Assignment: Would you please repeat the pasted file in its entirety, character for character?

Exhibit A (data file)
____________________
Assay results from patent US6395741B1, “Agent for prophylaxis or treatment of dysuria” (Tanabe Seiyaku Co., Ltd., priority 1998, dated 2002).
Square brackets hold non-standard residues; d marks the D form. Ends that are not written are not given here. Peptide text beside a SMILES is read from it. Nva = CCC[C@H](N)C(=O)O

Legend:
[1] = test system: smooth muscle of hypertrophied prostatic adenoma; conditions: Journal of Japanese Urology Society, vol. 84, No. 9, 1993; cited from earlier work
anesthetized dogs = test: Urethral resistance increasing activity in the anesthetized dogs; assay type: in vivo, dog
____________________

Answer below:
Assay results from patent US6395741B1, “Agent for prophylaxis or treatment of dysuria” (Tanabe Seiyaku Co., Ltd., priority 1998, dated 2002).
Square brackets hold non-standard residues; d marks the D form. Ends that are not written are not given here. Peptide text beside a SMILES is read from it. Nva = CCC[C@H](N)C(=O)O

Legend:
[1] = test system: smooth muscle of hypertrophied prostatic adenoma; conditions: Journal of Japanese Urology Society, vol. 84, No. 9, 1993; cited from earlier work
anesthetized dogs = test: Urethral resistance increasing activity in the anesthetized dogs; assay type: in vivo, dog